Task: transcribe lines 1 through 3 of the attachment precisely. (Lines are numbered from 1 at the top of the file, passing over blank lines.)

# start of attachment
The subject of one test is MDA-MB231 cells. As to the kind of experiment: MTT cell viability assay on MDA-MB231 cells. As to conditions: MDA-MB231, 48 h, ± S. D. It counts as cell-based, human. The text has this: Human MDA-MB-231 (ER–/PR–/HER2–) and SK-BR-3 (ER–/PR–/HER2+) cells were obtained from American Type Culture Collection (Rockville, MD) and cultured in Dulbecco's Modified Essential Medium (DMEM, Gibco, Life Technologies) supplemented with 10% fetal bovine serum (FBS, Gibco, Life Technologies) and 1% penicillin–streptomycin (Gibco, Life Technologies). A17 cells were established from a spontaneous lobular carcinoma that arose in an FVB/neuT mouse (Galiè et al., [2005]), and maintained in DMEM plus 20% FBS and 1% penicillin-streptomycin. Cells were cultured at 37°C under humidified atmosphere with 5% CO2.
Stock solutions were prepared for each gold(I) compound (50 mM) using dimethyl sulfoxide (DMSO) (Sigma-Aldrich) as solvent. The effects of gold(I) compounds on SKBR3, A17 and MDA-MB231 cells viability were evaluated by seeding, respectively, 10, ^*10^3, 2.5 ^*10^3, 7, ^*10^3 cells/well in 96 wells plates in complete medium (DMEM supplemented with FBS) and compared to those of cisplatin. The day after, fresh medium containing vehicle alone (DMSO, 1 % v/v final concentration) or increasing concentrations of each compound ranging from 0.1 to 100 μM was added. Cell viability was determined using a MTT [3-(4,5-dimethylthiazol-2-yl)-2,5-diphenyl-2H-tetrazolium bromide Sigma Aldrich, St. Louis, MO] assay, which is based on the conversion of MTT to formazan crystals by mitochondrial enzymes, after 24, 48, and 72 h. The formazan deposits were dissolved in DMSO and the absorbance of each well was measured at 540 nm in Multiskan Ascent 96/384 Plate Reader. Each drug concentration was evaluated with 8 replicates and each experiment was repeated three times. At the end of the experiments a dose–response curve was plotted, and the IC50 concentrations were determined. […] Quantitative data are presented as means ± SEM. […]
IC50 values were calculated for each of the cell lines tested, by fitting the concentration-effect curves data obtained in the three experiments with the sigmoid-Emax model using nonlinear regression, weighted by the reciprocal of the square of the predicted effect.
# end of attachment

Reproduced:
The subject of one test is MDA-MB231 cells. As to the kind of experiment: MTT cell viability assay on MDA-MB231 cells. As to conditions: MDA-MB231, 48 h, ± S. D. It counts as cell-based, human. The text has this: Human MDA-MB-231 (ER–/PR–/HER2–) and SK-BR-3 (ER–/PR–/HER2+) cells were obtained from American Type Culture Collection (Rockville, MD) and cultured in Dulbecco's Modified Essential Medium (DMEM, Gibco, Life Technologies) supplemented with 10% fetal bovine serum (FBS, Gibco, Life Technologies) and 1% penicillin–streptomycin (Gibco, Life Technologies). A17 cells were established from a spontaneous lobular carcinoma that arose in an FVB/neuT mouse (Galiè et al., [2005]), and maintained in DMEM plus 20% FBS and 1% penicillin-streptomycin. Cells were cultured at 37°C under humidified atmosphere with 5% CO2.
Stock solutions were prepared for each gold(I) compound (50 mM) using dimethyl sulfoxide (DMSO) (Sigma-Aldrich) as solvent. The effects of gold(I) compounds on SKBR3, A17 and MDA-MB231 cells viability were evaluated by seeding, respectively, 10, ^*10^3, 2.5 ^*10^3, 7, ^*10^3 cells/well in 96 wells plates in complete medium (DMEM supplemented with FBS) and compared to those of cisplatin. The day after, fresh medium containing vehicle alone (DMSO, 1 % v/v final concentration) or increasing concentrations of each compound ranging from 0.1 to 100 μM was added. Cell viability was determined using a MTT [3-(4,5-dimethylthiazol-2-yl)-2,5-diphenyl-2H-tetrazolium bromide Sigma Aldrich, St. Louis, MO] assay, which is based on the conversion of MTT to formazan crystals by mitochondrial enzymes, after 24, 48, and 72 h. The formazan deposits were dissolved in DMSO and the absorbance of each well was measured at 540 nm in Multiskan Ascent 96/384 Plate Reader. Each drug concentration was evaluated with 8 replicates and each experiment was repeated three times. At the end of the experiments a dose–response curve was plotted, and the IC50 concentrations were determined. […] Quantitative data are presented as means ± SEM. […]
IC50 values were calculated for each of the cell lines tested, by fitting the concentration-effect curves data obtained in the three experiments with the sigmoid-Emax model using nonlinear regression, weighted by the reciprocal of the square of the predicted effect.